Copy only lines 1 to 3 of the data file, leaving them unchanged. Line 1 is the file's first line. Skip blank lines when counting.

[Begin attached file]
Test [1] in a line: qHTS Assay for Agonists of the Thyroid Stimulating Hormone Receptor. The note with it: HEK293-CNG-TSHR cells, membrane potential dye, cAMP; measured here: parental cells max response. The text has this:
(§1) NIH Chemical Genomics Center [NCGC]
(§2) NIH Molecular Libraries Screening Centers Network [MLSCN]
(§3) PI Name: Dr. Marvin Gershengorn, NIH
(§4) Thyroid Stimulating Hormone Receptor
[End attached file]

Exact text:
Test [1] in a line: qHTS Assay for Agonists of the Thyroid Stimulating Hormone Receptor. The note with it: HEK293-CNG-TSHR cells, membrane potential dye, cAMP; measured here: parental cells max response. The text has this:
(§1) NIH Chemical Genomics Center [NCGC]
(§2) NIH Molecular Libraries Screening Centers Network [MLSCN]